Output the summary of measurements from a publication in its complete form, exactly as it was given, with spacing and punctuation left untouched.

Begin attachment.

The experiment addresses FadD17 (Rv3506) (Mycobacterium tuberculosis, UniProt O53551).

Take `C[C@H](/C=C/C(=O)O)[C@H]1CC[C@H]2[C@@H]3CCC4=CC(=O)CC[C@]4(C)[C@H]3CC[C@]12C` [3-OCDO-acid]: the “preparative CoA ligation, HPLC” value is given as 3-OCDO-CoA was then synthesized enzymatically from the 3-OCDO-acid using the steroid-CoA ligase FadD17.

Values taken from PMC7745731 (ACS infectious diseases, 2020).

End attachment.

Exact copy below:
The experiment addresses FadD17 (Rv3506) (Mycobacterium tuberculosis, UniProt O53551).

Take `C[C@H](/C=C/C(=O)O)[C@H]1CC[C@H]2[C@@H]3CCC4=CC(=O)CC[C@]4(C)[C@H]3CC[C@]12C` [3-OCDO-acid]: the “preparative CoA ligation, HPLC” value is given as 3-OCDO-CoA was then synthesized enzymatically from the 3-OCDO-acid using the steroid-CoA ligase FadD17.

Values taken from PMC7745731 (ACS infectious diseases, 2020).